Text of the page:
Pressure rises for No. 3 Terps

College Park -- Since she arrived on campus last year, Maryland junior guard Sa'de Wiley-Gatewood has let anyone who will listen know that she's not a fan of cold weather, which makes winters here interesting for the Pomona, Calif., native.

Yet, while Wiley-Gatewood figures to get caught up in a blizzard tonight, when No. 2 North Carolina unleashes its patented half-court trap on the third-ranked Terps in tonight's nationally televised showdown at Comcast Center, she'll actually try to get immersed in the storm.


"Coach J [assistant Joanna Bernabei] says to welcome the trap," Wiley-Gatewood said. "Basically, keep dribbling until you see somebody's open. You've got to welcome the trap and let them come to you, but also try to dribble it out. That's the first thing that comes to your mind. Don't panic if you're a guard. That's what I'm still learning."

The Tar Heels (22-0, 6-0 Atlantic Coast Conference), who lead the nation in scoring (89.9 points), not so coincidentally are also first in the country in steals (16.3 per game), using turnovers from their presses and traps to get easy baskets, toward a goal of 100 possessions each game.


The presence of Wiley-Gatewood, a 5-foot-9 Tennessee transfer, the national high school girls Player of the Year in 2004, as a second ballhandler to assist starter Kristi Toliver might be critical to Maryland's efforts to knock off one of the nation's two remaining unbeaten teams.

"Everyone knows when you play Carolina, they're going to press and they're going to press for 40 minutes," Maryland coach Brenda Frese said. "The addition of Sa'de is going to give a comfort level for Kristi, so she doesn't feel like she's the sole ballhandler. Sa'de's strength is the ability to break a press and being able to help handle the basketball. That gives us another threat and weapon on the floor."

The Terps (21-1, 5-1 in the ACC) actually had fewer turnovers in their lone loss to North Carolina last season than in the two wins over the Tar Heels. In fact, in Maryland's 81-70 victory over the Tar Heels in the Final Four last April, the Terps committed 26 turnovers, including 12 by Toliver.

But at least Toliver was on the floor. In the ACC tournament final, when North Carolina won, 91-80, Toliver had three fouls in the first half and was limited to 26 minutes. In the two wins against the Tar Heels, Toliver averaged 37.5 minutes, and when the Terps got into their half-court sets, they were able to score.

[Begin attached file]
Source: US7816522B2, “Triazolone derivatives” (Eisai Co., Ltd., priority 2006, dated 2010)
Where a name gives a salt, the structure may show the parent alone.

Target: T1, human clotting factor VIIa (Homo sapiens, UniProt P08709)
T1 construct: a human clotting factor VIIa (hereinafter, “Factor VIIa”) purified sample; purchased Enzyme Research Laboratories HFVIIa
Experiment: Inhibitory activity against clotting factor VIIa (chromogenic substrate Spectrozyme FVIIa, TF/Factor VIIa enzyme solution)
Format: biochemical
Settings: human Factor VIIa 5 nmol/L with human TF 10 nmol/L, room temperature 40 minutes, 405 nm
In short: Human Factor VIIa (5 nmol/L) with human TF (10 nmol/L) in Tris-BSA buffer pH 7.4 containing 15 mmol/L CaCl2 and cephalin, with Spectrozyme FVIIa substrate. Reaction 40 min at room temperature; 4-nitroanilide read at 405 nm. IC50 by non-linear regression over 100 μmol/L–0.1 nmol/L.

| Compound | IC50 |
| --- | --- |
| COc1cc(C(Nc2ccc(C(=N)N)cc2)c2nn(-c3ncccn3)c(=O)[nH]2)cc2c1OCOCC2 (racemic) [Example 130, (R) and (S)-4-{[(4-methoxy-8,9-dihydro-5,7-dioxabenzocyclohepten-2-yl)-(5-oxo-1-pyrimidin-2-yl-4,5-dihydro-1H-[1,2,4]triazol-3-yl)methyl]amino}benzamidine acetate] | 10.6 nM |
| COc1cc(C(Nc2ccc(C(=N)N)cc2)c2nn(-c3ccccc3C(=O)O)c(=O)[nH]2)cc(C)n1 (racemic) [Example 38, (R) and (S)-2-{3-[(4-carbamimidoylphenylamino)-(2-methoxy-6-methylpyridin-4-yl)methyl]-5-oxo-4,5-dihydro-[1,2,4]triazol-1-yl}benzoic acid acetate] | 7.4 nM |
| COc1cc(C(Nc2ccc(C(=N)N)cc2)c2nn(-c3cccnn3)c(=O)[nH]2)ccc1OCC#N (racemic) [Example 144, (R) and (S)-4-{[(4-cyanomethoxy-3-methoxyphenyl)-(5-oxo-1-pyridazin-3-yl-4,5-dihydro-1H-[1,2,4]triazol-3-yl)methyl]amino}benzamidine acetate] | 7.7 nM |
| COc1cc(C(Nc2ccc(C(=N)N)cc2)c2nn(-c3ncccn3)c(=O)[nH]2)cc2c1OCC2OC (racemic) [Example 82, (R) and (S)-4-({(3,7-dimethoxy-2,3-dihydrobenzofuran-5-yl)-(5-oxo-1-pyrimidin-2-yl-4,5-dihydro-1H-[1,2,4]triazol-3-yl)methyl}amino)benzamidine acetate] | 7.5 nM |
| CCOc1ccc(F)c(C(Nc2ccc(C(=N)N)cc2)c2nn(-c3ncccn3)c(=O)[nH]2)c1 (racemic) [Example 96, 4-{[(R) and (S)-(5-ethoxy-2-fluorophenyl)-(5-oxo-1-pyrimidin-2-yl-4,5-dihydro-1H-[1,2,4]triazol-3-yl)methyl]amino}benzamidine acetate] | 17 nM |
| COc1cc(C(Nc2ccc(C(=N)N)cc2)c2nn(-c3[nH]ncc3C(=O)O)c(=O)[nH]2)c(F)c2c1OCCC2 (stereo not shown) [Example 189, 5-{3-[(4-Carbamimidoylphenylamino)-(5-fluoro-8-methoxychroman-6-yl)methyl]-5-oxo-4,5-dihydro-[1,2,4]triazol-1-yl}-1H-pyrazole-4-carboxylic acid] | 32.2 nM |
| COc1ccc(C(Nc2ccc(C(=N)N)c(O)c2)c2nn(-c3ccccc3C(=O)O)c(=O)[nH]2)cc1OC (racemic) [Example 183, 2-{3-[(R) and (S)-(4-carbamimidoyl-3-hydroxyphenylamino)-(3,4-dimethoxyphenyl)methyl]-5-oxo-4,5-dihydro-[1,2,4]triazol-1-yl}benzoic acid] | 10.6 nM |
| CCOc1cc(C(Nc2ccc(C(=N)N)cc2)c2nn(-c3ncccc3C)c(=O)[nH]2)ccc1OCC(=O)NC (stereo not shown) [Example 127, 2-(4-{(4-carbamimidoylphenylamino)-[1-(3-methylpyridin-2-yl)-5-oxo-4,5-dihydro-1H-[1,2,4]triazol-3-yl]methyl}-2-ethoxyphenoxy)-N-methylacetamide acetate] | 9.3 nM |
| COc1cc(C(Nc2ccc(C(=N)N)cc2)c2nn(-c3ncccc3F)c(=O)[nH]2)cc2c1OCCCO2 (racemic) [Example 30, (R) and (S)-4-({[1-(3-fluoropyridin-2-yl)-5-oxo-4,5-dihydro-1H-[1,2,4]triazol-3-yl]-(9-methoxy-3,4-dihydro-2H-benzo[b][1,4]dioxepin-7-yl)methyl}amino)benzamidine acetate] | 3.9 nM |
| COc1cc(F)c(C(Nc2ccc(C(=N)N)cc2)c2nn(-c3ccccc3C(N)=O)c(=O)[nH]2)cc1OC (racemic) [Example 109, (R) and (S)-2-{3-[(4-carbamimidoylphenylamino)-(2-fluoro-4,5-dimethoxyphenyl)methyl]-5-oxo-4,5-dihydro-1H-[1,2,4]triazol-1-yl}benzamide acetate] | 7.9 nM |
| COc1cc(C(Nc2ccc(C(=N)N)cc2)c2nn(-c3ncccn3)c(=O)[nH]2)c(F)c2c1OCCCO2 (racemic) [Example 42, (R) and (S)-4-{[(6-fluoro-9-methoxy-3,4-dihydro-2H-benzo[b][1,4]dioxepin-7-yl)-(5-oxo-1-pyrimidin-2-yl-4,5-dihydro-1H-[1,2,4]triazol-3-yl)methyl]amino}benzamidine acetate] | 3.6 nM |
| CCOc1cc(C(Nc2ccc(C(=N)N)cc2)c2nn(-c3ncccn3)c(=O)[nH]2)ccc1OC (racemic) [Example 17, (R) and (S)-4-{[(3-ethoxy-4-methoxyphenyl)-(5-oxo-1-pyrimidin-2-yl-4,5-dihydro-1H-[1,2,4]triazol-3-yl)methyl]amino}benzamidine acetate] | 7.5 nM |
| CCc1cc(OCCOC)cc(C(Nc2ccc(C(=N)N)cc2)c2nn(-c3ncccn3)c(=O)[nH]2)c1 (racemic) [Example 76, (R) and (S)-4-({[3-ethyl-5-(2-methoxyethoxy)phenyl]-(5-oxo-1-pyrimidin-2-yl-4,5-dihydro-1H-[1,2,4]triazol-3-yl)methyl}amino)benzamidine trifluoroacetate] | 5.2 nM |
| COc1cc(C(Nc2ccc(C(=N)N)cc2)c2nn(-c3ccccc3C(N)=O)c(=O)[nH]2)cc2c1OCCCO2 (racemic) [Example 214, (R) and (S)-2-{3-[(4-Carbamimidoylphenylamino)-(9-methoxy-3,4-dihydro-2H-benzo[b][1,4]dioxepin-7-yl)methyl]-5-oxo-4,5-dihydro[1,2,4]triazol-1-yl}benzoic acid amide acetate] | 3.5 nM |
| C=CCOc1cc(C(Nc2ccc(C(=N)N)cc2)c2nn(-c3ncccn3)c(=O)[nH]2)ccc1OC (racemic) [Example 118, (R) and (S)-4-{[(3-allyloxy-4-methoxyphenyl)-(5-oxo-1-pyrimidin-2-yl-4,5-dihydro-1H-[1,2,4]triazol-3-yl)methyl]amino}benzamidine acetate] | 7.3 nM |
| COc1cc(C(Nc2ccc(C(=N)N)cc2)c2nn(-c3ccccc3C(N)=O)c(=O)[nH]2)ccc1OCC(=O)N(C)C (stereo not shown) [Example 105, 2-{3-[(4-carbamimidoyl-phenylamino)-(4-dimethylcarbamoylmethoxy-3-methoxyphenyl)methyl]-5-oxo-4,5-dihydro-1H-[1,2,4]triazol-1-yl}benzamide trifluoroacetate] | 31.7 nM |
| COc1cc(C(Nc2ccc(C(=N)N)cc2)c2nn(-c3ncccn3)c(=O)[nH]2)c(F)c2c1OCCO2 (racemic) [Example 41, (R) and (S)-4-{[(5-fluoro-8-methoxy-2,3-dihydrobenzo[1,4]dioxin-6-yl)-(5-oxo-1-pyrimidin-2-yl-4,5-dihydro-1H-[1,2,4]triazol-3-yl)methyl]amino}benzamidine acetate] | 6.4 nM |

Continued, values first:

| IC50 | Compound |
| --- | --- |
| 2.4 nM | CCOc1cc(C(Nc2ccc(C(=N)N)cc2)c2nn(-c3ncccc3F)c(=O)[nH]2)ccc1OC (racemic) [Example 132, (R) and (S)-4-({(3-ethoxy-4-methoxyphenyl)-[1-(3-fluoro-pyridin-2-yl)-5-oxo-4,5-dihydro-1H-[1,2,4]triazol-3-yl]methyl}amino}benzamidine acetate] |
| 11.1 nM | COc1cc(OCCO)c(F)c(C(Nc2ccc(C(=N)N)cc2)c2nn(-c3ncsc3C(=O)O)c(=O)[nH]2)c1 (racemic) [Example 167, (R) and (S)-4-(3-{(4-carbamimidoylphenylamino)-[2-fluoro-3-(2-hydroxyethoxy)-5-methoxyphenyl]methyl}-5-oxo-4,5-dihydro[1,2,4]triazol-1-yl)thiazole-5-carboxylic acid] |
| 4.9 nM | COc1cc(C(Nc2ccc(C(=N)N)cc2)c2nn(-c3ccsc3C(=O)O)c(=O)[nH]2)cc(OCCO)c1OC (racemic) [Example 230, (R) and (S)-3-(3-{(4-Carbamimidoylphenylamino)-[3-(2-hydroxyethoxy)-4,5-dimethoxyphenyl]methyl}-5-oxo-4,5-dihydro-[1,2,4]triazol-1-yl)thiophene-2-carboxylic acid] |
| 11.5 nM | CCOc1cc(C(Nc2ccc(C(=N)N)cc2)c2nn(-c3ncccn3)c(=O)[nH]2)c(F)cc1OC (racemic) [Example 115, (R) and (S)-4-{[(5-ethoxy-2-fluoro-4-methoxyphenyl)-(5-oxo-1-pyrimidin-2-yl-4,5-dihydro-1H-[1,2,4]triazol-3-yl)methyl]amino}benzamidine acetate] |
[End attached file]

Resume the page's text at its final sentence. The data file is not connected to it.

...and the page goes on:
"That's what Carolina is all about, getting the most possessions in a game," Toliver said. "They just want to get up-tempo. They're not necessarily the best shooting team in the country, but they go after the rebounds, get their boards and go out."

Though tonight's game is, technically, just one of 14 games on the ACC schedule, for the Terps, there is a bit of urgency attached.

With North Carolina and Duke - the teams Maryland vanquished in the Final Four last year - without losses, the Terps cannot afford to fall two games down in the loss column, since the regular-season winner will get the top seed in the ACC tournament and would avoid having to play both the No. 2 and No. 3 seeds in Greensboro, N.C., in March.

On a personal level, the Terps, who were drubbed at Duke two weeks ago to lose their No. 1 ranking and unbeaten status, are looking at tonight's game to earn a measure of redemption against one of the nation's best teams.


"We looked bad that game [against Duke] and people were kind of questioning how good we really are, whether we're disciplined, whether we can focus, whether we can play defense," junior center Laura Harper said.

"This will be a good game to show we just had a bad game that day. We're actually focused and we're still up there and we want to show everyone else that we're not going to be a team that folds at the end of the season."

The Terps might carry something of a psychological edge into tonight's game. Since losing to Baylor in the 2005 Tempe Regional final, North Carolina has won 55 of 57 games over the past 1 1/2 seasons, beating along the way such traditional women's powers as Tennessee, Connecticut, Vanderbilt and Duke twice each.

Those two losses, however, have come to the Terps, who have beaten the Tar Heels in three of the past four meetings dating to January 2005, including a 98-95 overtime win at Chapel Hill last year to strip North Carolina of its unbeaten status and No. 1 ranking.

"It's just one of those things that you can't explain," Toliver said of Maryland's recent mastery of the Tar Heels. "But I know whenever we play Carolina, we have that focus and mind-set that we want to beat Carolina. Maybe it's just the hatred for the University of North Carolina that's fueling that trend."

When asked if she felt the hatred was reciprocated, Toliver smiled and said, "Definitely. And I'll leave it at that."